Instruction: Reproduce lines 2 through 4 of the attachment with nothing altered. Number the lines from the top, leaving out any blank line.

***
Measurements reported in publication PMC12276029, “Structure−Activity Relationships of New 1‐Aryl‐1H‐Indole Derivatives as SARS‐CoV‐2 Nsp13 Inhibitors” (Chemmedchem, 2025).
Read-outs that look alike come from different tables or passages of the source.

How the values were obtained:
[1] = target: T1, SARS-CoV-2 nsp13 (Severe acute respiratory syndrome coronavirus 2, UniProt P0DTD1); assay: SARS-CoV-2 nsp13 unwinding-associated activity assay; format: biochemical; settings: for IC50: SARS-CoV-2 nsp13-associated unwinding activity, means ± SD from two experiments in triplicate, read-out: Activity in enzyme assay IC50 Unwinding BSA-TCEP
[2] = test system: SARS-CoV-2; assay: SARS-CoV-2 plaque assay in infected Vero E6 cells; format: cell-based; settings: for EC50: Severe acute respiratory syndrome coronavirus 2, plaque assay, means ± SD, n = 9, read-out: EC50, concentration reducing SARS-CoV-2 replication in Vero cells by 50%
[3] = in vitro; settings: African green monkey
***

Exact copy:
Read-outs that look alike come from different tables or passages of the source.

How the values were obtained:
[1] = target: T1, SARS-CoV-2 nsp13 (Severe acute respiratory syndrome coronavirus 2, UniProt P0DTD1); assay: SARS-CoV-2 nsp13 unwinding-associated activity assay; format: biochemical; settings: for IC50: SARS-CoV-2 nsp13-associated unwinding activity, means ± SD from two experiments in triplicate, read-out: Activity in enzyme assay IC50 Unwinding BSA-TCEP